By Leslie Heywood, Shari L. Dworkin
The sculpted velocity of Marion Jones. The grit and agility of Mia Hamm. The slam-dunk sort of Lisa Leslie. The ability and finesse of those activities figures are greatly trendy, now not inflicting the puzzlement and ache directed towards prior generations of athletic ladies. outfitted to Win explores this rather fresh phenomenon-the convinced, empowered woman athletes came upon in all places in American pop culture. Leslie Heywood and Shari L. Dworkin learn the position of woman athletes via interviews with basic- and excessive school-age boys and girls; cautious readings of advert campaigns through Nike, Reebok, and others; discussions of films like struggle membership and Girlfight; and explorations in their personal activities reports. They ask: what, if any, dissonance is there among well known pictures and the particular stories of those athletes? Do those photographs relatively "redefine femininity" and give a contribution to a better inclusion of all girls in recreation? Are sexualized photos of those ladies destructive their quest to be taken heavily? Do they motivate younger boys to admire and appreciate woman athletes, and may this finally make a distinction within the methods gender and tool are developed and perceived? presenting a paradigm shift from moment- to third-wave feminism, Heywood and Dworkin argue that, within the years because the passage of name IX, gender stereotypes were destabilized in profound methods, and so they assert that girl athletes and their imagery are doing very important cultural paintings as a result. very important, clean, and engrossing, equipped to Win examines recreation in all its complexity. Leslie Heywood is professor of English at Binghamton collage. She is the writer of lovely stable for a woman: An Athlete's tale (Minnesota, 2000), Bodymakers (1998), and coeditor of 3rd Wave schedule (Minnesota, 1997). A former tune and cross-country runner who's at the moment a aggressive powerlifter, Heywood is a vp of the Women's activities origin. Shari L. Dworkin is a sociologist and works as a study fellow on the HIV heart for medical and Behavioral reviews at Columbia college.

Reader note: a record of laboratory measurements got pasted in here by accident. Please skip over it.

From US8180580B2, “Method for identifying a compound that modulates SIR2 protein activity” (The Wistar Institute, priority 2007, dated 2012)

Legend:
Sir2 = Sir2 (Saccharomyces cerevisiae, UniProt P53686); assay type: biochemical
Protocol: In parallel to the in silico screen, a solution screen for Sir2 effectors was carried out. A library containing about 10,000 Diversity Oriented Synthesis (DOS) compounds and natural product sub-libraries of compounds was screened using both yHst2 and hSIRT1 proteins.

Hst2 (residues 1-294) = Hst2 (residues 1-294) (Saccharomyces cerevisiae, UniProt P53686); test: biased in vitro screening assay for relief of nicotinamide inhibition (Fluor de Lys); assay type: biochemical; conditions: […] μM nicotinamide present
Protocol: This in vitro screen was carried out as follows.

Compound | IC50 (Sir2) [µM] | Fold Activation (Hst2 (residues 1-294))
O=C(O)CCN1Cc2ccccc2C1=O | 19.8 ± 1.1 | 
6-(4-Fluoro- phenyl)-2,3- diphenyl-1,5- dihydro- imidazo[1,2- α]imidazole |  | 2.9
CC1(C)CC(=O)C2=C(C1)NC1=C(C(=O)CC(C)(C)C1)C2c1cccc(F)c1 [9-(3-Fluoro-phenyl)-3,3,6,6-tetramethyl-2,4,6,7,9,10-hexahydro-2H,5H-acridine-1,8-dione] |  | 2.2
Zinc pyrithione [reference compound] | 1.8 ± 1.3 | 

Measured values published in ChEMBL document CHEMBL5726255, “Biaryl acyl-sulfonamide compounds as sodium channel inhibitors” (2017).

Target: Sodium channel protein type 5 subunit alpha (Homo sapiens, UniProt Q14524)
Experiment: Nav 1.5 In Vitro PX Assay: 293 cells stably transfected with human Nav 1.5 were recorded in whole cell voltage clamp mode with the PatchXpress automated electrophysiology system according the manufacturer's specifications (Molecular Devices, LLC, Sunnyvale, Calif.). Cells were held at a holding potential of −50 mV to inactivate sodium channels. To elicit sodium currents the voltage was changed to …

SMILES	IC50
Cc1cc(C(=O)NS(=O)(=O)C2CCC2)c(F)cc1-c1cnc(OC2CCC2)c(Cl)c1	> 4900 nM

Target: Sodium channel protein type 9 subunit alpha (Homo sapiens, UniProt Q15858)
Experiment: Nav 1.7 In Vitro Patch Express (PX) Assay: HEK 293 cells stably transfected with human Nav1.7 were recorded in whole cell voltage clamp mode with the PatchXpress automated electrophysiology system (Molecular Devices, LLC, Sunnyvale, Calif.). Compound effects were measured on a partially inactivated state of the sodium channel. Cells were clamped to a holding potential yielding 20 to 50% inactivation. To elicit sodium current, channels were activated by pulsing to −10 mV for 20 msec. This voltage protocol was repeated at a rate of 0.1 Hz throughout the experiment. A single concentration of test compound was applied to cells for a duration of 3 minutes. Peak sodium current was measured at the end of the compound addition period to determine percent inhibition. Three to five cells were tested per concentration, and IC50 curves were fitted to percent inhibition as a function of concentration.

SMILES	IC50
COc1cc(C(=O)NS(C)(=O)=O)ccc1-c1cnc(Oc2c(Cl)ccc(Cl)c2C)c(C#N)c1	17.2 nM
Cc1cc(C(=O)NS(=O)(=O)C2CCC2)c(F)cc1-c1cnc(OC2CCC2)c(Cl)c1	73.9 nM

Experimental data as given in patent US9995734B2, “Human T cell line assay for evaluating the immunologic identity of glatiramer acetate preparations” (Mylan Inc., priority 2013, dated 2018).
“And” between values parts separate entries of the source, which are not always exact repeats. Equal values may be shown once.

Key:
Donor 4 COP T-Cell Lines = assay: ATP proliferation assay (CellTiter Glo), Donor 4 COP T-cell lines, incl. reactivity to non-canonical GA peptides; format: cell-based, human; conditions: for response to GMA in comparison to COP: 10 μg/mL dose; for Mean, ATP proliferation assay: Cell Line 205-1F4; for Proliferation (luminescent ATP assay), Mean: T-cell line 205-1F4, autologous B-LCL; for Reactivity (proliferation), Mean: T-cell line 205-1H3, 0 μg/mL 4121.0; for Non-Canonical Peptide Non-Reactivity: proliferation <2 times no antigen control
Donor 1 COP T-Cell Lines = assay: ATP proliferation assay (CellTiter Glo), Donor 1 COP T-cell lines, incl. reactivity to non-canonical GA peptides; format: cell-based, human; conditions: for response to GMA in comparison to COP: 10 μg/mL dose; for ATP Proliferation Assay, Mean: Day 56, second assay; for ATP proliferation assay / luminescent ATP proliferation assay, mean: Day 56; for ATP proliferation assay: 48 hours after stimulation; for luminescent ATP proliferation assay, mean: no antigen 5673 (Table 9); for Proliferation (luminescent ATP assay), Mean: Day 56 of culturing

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Extra resources for Built to Win: The Female Athlete As Cultural Icon (Sport and Culture Series, V. 5)
As Toby Miller puts it, the present moment of change is a radical one—and I guardedly welcome it. Sportsex is both intensely discriminating in its identiﬁcation of commodities and consumers and increasingly attuned to diﬀerence . . the urgent drive toward the creation of markets to deal with overproduction has turned the Sportsex body to the forefront of contemporary capitalism. 24 Given this change in popular imagery and the gender expectations to which it is linked, and the way it has inﬂuenced female athletes within what might be deemed the post–Title IX generation, it is clear that we need new critical frameworks to accommodate that change.
Men’s water-polo team, all shot with the same conventions—the human body as an art form—as those used in the naked portraits of female fencer Sharon Monplaisir, diver Mary Ellen Clark, sprinters Gwen Torrance and Gail Devers, heptathlete Jackie Joyner-Kersee, volleyball player Holly McPeak, and Margo Thien and Nathalie Schneyder from synchronized swimming. The photographs, by Joe McNally, were gorgeous studies of erotic beauty, athleticism, and artistic form: macho men and porno princesses these weren’t.
And at what price, to whom? The 1996 Olympics marked a positive turning point for a number of activist struggles. The American women came through in part because of more industry support and the greater allocation of resources for which feminists have long argued and won gold medals in basketball, soccer, softball, synchronized swimming, and gymnastics, serving as the catalyst for, in the ﬁrst three cases, the later development of women’s professional sport leagues. The women’s 4ϫ100-meter relay team won gold in track, while Amy Van Dyken won four medals in swimming.